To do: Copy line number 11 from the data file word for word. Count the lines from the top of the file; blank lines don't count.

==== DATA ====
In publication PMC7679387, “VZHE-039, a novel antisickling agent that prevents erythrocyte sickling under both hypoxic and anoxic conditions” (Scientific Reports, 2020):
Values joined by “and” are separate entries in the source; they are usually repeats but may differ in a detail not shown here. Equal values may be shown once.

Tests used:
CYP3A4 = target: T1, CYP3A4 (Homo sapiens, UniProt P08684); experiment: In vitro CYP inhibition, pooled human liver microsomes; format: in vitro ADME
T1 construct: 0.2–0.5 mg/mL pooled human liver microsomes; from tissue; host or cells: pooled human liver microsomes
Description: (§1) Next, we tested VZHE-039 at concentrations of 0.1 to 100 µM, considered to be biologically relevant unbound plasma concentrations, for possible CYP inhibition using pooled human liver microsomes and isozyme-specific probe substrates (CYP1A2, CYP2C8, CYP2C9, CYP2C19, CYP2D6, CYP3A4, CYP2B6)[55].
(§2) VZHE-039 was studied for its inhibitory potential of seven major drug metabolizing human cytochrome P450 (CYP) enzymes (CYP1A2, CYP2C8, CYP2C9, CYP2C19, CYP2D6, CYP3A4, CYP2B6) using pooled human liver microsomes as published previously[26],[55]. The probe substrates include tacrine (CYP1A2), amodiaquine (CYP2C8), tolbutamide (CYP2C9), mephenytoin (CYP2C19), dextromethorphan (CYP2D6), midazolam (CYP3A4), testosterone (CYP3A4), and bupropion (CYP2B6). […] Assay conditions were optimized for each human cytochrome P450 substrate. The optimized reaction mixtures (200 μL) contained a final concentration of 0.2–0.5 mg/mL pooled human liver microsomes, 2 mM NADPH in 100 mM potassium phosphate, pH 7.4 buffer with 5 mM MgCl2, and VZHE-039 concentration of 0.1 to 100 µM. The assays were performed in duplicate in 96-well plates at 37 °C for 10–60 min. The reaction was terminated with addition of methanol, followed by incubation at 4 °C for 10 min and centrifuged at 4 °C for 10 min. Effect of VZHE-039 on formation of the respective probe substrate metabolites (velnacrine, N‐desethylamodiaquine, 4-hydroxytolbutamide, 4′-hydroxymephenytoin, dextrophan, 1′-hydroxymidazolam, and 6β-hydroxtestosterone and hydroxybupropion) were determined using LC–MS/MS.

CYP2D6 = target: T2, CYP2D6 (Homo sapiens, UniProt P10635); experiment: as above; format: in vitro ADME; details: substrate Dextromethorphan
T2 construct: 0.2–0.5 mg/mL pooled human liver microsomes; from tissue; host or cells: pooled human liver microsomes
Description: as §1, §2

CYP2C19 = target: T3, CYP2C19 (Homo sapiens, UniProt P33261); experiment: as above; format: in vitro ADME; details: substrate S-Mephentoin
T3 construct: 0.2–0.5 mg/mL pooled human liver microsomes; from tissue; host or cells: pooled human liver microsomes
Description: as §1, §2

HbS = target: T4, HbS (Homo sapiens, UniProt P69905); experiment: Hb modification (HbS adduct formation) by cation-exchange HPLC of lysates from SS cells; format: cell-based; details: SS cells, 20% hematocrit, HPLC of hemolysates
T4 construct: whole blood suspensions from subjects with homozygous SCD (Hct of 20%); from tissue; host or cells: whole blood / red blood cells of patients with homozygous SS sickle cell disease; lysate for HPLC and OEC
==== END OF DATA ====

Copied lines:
CYP2C19 = target: T3, CYP2C19 (Homo sapiens, UniProt P33261); experiment: as above; format: in vitro ADME; details: substrate S-Mephentoin